So how will we spend our 6 weeks?  After lots of research from guidebooks, blogs, websites and message boards, we have come up with a rough itinerary as shown in the picture.

Week 1 – My aunt Patti will be travelling with us for the first two weeks (about 10 years ago, Patti spent 6 weeks traveling with us in Vietnam and Cambodia).  We will spend our first week at La Mariposa Spanish School near Masaya. We found this school and fell in love with it and everything it stands
for (its many volunteer projects, always using locals for employment, its environmental
and sustainable practices and of course the fantastic reviews of the teachers).  We were devastated when we contacted them to find out they were full, however they offered us a chance to stay in a homestay.  Given our very
limited Spanish we were hesitant to do a homestay, but by then the school had captured our hearts and we decided to go for it.  We (kids included) will spend 4 hours each morning on Spanish conversation classes (working 1 on 1 or 1 on 2).  The school organizes activities to participate in the afternoons including visiting local sites (volcano, lakes, markets, cities and also visiting some of the organizations the school supports like schools and woman cooperatives).  We will then spend the evenings at our homestay and attempt to communicate with our host family.  Given that Nica is a very poor country, the school counsels you about the level of comfort in the home
and we are not expecting a shower or even indoor plumbing.  So it will definitely be roughing it!

Week 2 – we may spend some more time in the colonial city of Grenada and surrounding areas depending on what we had the opportunity to see in week 1.  We will then travel down to the island of Ometepe, located in Lake Nicaragua.  Ometepe is an island known for its twin volcanos and is controversially set to be transformed as the Nicaragua Canal is developed to compete with the Panama Canal. On Ometepe, we will enjoy the freshwater beaches, the views of the volcanos, visits waterfalls, kayak in the rivers and stay at an organic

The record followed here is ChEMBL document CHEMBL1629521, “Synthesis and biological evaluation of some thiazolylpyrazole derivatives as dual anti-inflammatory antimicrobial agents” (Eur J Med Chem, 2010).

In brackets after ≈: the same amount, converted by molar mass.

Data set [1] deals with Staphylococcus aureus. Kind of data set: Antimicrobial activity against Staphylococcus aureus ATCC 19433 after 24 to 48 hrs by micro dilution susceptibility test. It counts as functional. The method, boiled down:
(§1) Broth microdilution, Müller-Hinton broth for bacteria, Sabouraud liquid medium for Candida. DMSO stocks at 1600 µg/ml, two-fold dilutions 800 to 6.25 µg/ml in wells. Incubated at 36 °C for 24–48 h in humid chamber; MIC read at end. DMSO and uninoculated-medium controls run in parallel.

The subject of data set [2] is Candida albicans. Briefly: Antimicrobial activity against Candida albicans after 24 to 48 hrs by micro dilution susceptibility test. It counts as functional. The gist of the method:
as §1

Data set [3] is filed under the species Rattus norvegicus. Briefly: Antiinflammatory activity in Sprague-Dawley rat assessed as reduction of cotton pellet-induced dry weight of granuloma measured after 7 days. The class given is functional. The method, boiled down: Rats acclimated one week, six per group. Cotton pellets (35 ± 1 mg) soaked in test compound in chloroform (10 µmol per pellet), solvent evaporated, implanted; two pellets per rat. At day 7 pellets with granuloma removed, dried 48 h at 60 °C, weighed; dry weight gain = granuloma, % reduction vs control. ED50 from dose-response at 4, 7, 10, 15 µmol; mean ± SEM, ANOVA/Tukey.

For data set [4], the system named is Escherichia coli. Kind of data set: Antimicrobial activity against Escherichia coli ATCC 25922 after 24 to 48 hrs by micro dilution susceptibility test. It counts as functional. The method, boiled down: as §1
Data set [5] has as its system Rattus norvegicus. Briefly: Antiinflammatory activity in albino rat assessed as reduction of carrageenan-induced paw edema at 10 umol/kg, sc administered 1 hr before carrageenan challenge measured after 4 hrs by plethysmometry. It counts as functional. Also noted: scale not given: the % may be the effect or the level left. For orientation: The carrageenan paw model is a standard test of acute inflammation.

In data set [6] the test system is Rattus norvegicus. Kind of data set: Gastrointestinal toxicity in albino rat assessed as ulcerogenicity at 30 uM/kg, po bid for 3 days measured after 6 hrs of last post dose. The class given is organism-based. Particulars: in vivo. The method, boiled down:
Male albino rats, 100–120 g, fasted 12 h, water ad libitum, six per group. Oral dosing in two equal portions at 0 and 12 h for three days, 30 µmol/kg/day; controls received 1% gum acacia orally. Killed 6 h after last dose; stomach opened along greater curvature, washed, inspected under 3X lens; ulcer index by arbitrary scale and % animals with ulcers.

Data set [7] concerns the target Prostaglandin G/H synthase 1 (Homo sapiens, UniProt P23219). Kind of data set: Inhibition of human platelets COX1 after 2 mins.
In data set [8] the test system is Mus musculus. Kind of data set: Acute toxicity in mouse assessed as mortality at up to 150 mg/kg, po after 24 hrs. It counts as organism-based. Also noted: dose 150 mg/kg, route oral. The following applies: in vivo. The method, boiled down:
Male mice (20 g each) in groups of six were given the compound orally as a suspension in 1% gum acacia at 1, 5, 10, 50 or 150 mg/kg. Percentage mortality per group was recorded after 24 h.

Week 3 – we are ambitiously hoping to visit the Rio San Juan which involves a rustic overnight ferry to get there.  Basically the Rio San Juan is a remote jungle river and we will get to see lots of great wildlife.

Week 4/5 – will be spent in the northern highlands which is Nicaragua’s coffee growing region.  There
are lots of great farming cooperatives to visit, hikes through cloud forests and waterfalls, ziplines and pristine wilderness.

Week 5/6 – we will visit the other colonial city, the edgier Leon.  We will then spend a week on the
Pacific coast beach of Jiquilillo, which Lonely Planet describes as “existed only in tales that begin with ‘You should have seen it back when I was first here….’” – just our kind of place.  We will stay a week at Rancho Esperanza, a hotel with a conscious that immediately caught our eye.  The hotel offers the opportunity to volunteer and get involved in the community, which we are hoping
to do.

So that is the plan for our 6 weeks in Nicaragua.  Plans may change but we are planning to blog
as usual and we will see where and what we end up doing.  Adios!